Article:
Last Updated on February 23, 2024 by Lydia Martin
If you’ve ever come across tequila bottles, you’ve probably noticed that the labels identify themselves as “blanco,” “reposado,” and “añejo” tequila. This can be confusing if you’re out to buy tequila but unsure which one to pick.
What exactly is the difference between these tequilas? We’ll look at reposado vs blanco today and tell you everything there is to know about them.
Reposado vs Blanco Tequila Compared
While blanco and reposado are both tequilas, they have very different flavors, mouthfeels, and finishes. This is because tequila reposado is aged, while tequila blanco is bottled right after distillation.
You can probably tell which is which by simply eyeing the spirit: reposados have a slight amber hue, which they’ve picked up from barrel aging.
On the other hand, blancos are clear and transparent, like vodka and gin.
The aging process gives both spirits vastly different profiles, with reposados being richer and deeper and blancos having a unique flavor of grassy agaves.
How It’s Made
Production & Distillation
Both reposado and blanco are distilled from sugars of blue agaves. The agaves are first cooked and mashed, and their sugars are fermented by natural yeast. The yeast helps the sugars turn into alcohol.
The alcohol is then transported to a pot still, usually made from copper or stainless steel. Tequila distilled inside copper pot stills tends to be more rustic, while those distilled in stainless-steel pot stills are cleaner and more refined. 
While the fermentation and distillation processes remain similar for the two types of tequila, where they differ is their maturation process.
Tequila reposado is rested for at least 2 to 12 months inside barrels, hence its name. This spirit can also be aged inside ex-bourbon, Cognac, wine, or sherry casks, which can impart other flavors to the spirit.
While the tequila ages, it also picks up the color of the wood barrel, which is why reposados have a golden or amber hue.
On the other hand, blanco, otherwise known as “silver” or “plata,” is aged immediately after it’s distilled (although some brands do age theirs for no more than two months).
This white tequila is citrusy and grassy, which makes it perfect for tequila-forward cocktails like Palomas and Margaritas. 
Both reposado and blanco are tequila classifications, meaning they are both distilled from the blue agave plant native to Jalisco, Mexico.
The blue agave is a type of agave grown and harvested specifically for the tequila industry.
The agave spirit has to be bottled for at least 80 to 100 proof, or 40 to 50 percent ABV.
Tequila reposado has to rest inside American oak barrels for anywhere from 2 to 12 months.
On the other hand, blancos are usually unaged, but some versions of this style can rest for no more than 60 days. Stainless steel tanks are used to allow the spirit to oxidize.
- Palate: It is usually richer than blanco and has a more complex flavor of baking spices, vanilla, and caramel.
- Nose: It is warmer on the nose, with hints of honey, citrus, and grassy agaves.
- Color: It has a golden or amber hue from aging inside the oak barrel.
- Finish: It has a silky smooth finish that has more emphasis on spicy caramel and vanilla notes.
- Palate: It is fondly called “the purest form of tequila.” It is characterized by its bright and punchy blue agave flavors, with no extra ingredients or aging process to mask the original taste.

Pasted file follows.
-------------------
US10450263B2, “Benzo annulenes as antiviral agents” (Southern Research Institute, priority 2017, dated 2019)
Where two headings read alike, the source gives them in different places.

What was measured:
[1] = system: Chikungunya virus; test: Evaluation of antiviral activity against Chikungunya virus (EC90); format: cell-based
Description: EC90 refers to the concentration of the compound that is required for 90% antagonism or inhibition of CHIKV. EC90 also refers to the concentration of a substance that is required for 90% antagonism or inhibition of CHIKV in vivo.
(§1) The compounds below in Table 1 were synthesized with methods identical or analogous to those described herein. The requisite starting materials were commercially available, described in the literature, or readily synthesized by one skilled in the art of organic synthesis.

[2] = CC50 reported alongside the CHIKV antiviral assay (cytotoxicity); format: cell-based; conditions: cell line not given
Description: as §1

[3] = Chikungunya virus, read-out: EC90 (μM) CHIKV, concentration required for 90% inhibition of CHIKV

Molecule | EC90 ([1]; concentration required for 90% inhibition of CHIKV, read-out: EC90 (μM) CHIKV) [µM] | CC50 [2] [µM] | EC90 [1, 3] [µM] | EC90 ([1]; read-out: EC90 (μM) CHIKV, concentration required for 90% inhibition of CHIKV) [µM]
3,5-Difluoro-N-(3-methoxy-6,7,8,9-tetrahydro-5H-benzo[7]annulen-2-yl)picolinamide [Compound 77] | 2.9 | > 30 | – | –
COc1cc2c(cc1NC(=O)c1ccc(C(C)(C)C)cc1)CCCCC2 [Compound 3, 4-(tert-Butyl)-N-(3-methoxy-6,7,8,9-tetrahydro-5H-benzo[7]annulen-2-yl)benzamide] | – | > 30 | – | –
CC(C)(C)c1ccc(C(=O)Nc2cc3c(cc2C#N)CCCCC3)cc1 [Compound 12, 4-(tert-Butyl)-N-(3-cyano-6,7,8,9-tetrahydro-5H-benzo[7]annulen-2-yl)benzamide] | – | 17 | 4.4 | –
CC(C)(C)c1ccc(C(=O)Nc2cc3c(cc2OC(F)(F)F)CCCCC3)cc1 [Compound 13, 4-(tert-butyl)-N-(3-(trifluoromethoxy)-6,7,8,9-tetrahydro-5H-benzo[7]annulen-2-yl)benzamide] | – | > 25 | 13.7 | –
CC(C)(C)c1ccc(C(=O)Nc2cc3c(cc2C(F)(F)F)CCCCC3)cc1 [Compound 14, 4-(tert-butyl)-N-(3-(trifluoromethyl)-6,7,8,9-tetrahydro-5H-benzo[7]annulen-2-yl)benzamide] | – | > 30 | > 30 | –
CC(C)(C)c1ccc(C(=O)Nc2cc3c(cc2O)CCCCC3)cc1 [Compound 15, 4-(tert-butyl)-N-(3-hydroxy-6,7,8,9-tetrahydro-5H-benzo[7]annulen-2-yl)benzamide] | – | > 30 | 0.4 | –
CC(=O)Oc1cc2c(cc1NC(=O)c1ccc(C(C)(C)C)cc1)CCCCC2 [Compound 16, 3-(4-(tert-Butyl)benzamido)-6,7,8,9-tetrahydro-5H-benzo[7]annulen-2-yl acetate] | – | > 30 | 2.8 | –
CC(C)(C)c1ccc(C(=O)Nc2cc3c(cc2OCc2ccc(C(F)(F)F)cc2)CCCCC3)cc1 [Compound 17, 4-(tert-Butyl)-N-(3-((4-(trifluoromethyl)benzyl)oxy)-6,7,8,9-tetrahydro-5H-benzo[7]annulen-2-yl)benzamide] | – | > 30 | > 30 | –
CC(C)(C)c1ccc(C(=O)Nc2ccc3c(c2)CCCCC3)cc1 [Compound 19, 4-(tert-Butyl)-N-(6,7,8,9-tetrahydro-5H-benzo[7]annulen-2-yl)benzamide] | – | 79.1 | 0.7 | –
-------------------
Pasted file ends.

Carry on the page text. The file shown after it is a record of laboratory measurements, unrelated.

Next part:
- Nose: Blanco tequila has a citrusy and grassy blue agave flavor, with notes of spicy black pepper.
- Color: Blancos are clear and transparent, much like gin or vodka.
- Finish: Blanco tequila has a spicy, grassy finish, perfect for drinking in shots or mixing into cocktails.
Choosing the right classification of tequila is an integral step to creating fantastic cocktails.
Since reposados and blancos have vastly different profiles, it’s important to know which spirits and mixers mesh well together, so you don’t end up with an upsetting drink.
Tequila blanco is generally used in bright cocktail drinks, like the Margarita or Paloma. It has a light, citrusy flavor profile that won’t clash with the fruit juices you decide to use. But which Blanco tequila brand is best for Margaritas?
On the other hand, reposado tequila is better in drinks with more depth. This type of tequila is often used to replace bourbon or whiskey in cocktails, such as a Tequila Old Fashioned or Manhattan.
Price & Value
Blancos are the most inexpensive tequila type because they aren’t aged. You can get a 750ml bottle of 1800 Silver Tequila at roughly $26.
Conversely, reposado is more expensive because it is aged tequila. A 750ml bottle of Patron Reposado costs around $56.
Is Blanco or reposado better for shots?
Blanco is better for shots because it’s more inexpensive. If you are drinking something fast, like in shots, it’s better not to use expensive bottles. On the other hand, reposado is better sipped slowly and savored.
Can you mix reposado and Blanco?
Yes, you can mix reposado and blanco together. This blend actually calls for another classification of tequila called joven.
Which is better for sipping, Blanco or reposado?
We find that reposado is a better sipping tequila than blanco. The aging process inside gives it more mellow flavors of oak and vanilla, perfect for sipping neat or on the rocks.
On the other hand, tequila blanco is straight up citrusy and grassy from the blue agaves.
When talking about reposado and blanco tequilas, their main difference is that the former has spent some time resting. This resting period gives the spirit more depth and nuance and ultimately makes it the better option for sipping.
On the other hand, blanco tequilas, otherwise known as “plato” or “silver,” are bottled directly after distillation.
However, some variations do rest theirs for no more than two months inside stainless-steel tanks. Blanco is the best tequila for shots or mixing into fruity cocktail drinks.